Established criteria for the design of high speed propellers including both successful empirical techniques as used by various propeller manufacturers and acceptable analytical or theoretical principles are discussed, specifically noting similarities of both approaches and the significant departures from flat-face ogival blade sections. Lifting-line and lifting-surface calculations for non-cavitating designs and semi-empirical procedures for trans-cavitating and fully cavitating propellers are presented, indicating that especially for the latter operating regime typical of the above noted craft many aspects of propeller design still remain an art. The results of a wake study on a particular outboard gear case and the resulting propeller design, its pitch variation and other geometrical differences are discussed. Special emphasis is given to key design decisions and consequent trade offs towards minimizing blade stress, vibrations, and loss of thrust due to cavitation. Comparative performance achieved with propellers designed by the above procedures and tested on specific high speed planing hulls is presented.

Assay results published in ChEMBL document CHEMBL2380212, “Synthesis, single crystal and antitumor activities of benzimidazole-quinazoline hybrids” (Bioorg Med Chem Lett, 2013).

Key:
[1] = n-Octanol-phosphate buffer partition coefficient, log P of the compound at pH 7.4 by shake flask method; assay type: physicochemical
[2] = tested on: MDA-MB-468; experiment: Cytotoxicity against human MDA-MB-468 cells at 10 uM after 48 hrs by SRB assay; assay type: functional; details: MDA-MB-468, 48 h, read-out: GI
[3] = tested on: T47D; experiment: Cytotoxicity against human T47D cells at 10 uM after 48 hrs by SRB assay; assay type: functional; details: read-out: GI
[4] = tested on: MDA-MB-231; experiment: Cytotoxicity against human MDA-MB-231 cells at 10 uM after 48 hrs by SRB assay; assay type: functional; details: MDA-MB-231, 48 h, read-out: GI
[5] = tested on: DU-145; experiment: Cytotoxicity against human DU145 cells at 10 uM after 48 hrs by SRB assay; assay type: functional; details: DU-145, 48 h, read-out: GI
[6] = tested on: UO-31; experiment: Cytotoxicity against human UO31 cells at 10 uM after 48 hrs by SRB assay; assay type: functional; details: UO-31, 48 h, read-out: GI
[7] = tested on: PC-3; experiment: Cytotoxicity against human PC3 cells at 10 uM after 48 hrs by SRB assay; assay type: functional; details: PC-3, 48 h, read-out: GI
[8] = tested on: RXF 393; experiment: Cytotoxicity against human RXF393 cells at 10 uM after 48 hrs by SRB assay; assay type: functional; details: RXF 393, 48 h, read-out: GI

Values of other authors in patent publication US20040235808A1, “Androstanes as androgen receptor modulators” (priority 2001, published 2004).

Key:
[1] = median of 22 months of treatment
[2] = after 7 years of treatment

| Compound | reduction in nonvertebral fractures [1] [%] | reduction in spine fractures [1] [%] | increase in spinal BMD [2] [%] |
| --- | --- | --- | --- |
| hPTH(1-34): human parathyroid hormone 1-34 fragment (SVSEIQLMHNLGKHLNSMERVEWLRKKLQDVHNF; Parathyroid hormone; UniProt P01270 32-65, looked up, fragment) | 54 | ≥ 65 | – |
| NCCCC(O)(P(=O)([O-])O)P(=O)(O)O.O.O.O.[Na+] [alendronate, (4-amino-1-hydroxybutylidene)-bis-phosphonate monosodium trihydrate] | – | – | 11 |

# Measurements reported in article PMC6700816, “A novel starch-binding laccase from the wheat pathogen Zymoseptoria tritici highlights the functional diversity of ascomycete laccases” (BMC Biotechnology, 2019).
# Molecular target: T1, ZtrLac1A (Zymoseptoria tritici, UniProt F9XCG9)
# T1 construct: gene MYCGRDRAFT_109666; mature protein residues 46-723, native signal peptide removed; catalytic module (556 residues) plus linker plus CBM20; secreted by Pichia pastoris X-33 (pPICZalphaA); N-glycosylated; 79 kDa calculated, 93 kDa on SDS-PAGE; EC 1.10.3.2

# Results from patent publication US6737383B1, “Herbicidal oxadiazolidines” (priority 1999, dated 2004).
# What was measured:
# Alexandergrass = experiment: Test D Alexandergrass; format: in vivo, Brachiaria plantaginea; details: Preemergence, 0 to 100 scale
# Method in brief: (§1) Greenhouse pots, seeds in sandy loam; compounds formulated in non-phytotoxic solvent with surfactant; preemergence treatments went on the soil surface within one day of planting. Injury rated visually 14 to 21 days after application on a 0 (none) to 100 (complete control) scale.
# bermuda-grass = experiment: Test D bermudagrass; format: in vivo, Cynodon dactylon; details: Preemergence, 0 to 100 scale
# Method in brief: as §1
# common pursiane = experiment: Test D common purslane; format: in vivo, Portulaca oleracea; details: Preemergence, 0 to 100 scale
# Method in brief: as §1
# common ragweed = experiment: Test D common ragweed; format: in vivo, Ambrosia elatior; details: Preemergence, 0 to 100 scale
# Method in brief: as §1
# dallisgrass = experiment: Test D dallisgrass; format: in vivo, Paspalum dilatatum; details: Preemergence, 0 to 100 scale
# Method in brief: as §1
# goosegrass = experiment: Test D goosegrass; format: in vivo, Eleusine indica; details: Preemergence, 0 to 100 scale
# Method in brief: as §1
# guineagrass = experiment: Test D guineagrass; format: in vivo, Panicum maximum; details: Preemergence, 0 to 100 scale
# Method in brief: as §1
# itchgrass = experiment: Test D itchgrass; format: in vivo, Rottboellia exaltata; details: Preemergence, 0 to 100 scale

• Supplemental Notes:
    • Presented at the Spring Meeting, Lake Buena Vista, Florida, April 2-4, 1973.
  • Corporate Authors:

    Society of Naval Architects and Marine Engineers

    601 Pavonia Avenue
    Jersey City, NJ  United States  07306-2907
  • Authors:
    • Kress, R F
  • Publication Date: 1973

Media Info

  • Features: References;
  • Pagination: 20 p.

Subject/Index Terms

Filing Info

  • Accession Number: 00044476
  • Record Type: Publication
  • Source Agency: Society of Naval Architects and Marine Engineers
  • Report/Paper Numbers: Paper E
  • Files: TRIS
  • Created Date: May 23 1973 12:00AM